For the past 21 months, since COVID-19 was first recognized, it seems the world has not only become more fearful, and more threatening but also far, far crazier. Probably, out here in farming territory, the wackiest yet are the stories circulating about barn kittens.
Now barn cats and their offspring have been around for centuries. Enjoying a love/hate relationship with most farmers, they have proven themselves to be an efficient, almost free varmint control system on most farms. That was until the pig boards decided that cats in a pig barn were a problem and banned them. I still recall a best friend and her four daughters, all in tears, frantically trying to find homes for their resident Queen and her kittens before the deadline to replace the four legged mouse and rat control in their pig barns with poison bait stations. Somehow that was deemed less dangerous. Both she and I had greater fear of the poisons and the prospect of dead and dying rodents in the barns, especially with young children around.
I also recall when the feed mills were forced to do the same with their cats. They never seemed to have problems with either the varmints or finding homes for the kittens each year. Between the mill workers and the customers, there was always a soft hearted farmer who would put one in his truck and take it back to his barn. When the last cats left and the rodent control company arrived and set up their bait stations, the men looked none too happy.
So far, and thankfully, dairy barns seem to have been excluded from this push to replace barn cats with poison. I am not sure if the massive free stall barns have four legged, resident pest control teams living in them but somehow I doubt it. Cold and damp is not what cats prefer.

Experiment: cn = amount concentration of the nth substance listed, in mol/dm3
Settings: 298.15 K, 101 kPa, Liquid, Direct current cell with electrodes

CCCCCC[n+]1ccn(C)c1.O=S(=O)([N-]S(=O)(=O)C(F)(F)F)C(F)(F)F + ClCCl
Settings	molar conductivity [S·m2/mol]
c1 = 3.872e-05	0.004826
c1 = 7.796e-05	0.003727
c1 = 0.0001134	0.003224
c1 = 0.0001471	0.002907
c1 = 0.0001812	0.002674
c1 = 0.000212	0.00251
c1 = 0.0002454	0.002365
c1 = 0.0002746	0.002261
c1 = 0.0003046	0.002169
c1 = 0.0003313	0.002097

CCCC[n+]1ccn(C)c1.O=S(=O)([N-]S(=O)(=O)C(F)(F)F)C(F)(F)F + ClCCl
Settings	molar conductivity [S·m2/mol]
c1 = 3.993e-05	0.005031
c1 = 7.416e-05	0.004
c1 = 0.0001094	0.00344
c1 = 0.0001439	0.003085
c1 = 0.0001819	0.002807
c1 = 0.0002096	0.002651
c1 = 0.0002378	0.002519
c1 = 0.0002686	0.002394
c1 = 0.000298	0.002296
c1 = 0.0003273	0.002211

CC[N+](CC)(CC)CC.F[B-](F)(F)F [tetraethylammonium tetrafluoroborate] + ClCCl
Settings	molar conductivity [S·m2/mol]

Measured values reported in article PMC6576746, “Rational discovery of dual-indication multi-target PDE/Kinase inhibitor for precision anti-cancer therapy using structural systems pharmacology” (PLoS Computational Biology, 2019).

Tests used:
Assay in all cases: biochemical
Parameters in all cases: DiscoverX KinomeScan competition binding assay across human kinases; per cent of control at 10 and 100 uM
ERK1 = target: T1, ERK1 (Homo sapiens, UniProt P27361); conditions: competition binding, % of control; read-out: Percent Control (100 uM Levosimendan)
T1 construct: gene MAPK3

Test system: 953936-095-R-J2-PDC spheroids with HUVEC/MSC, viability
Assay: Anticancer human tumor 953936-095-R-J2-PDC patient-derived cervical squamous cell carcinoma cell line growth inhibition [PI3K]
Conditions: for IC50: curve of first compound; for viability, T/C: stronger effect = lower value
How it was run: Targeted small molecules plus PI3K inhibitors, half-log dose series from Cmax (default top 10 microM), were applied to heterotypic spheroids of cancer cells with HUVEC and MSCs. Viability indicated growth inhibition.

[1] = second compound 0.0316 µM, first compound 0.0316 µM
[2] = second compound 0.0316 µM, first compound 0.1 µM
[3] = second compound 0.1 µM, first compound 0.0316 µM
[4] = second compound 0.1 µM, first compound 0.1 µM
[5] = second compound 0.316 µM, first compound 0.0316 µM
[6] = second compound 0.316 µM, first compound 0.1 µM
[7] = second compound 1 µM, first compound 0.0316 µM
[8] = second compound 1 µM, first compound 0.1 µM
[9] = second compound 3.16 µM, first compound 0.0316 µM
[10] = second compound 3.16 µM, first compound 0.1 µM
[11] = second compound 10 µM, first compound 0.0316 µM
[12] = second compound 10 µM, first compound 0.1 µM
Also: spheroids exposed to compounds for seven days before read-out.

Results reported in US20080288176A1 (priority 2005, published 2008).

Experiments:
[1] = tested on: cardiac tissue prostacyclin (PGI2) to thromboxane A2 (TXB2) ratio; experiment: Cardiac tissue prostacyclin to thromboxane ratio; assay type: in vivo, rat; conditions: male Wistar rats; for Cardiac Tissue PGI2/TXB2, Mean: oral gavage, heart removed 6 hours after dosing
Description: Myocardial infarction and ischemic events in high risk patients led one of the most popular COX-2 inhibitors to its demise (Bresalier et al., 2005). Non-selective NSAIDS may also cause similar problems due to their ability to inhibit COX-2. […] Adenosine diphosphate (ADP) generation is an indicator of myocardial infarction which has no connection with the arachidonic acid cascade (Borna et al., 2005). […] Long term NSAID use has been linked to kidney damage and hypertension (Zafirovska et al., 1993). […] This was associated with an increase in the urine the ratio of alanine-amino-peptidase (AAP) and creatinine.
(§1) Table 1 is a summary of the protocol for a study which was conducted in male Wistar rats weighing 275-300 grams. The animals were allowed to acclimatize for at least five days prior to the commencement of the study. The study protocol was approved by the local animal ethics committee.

Our older barn, warm and cozy with dry hay and straw in the winter, still has its cat population hunting down the rodents as well as getting an occasional pigeon and for that they get plenty of milk as well as food. Our cats seem to have some unique genes running in their blood as we regularly get kittens with very strange markings as well as a few each year which are born white then, over a series of molts, change into Siamese cats!! We regularly produce chocolate, flame and lavender Siamese …. And have done so for many years!
Finding homes for them and the oddly marked ones is just as easy. But it seems that we completely missed the boat with this pandemic!
Apparently, with people locked down and working from home, the demand for kittens quickly outstripped the available stock. Just as specialty bred mongrel dogs (crossbreds) have become worth as much or even more than a purebred, barn kittens have come into their own, even to the point of being worth far more than a drop calf!
A woman in the Ottawa area claimed to have sold her barn kittens for $500 each to people desperate for a pet companion. And we give away our fancy coloured ones! Recently, another seller with young barn cats ready to go is advertising them as genuine heritage Glengarry barn kittens. It never would have crossed my mind.
Is it now time to hire a sales team to properly market what many farms find almost impossible to give away? Sure sounds like it to me. Plus, it would be a write off in the books.
Angela Dorie is an agricultural writer and a Jersey farmer near Cornwall.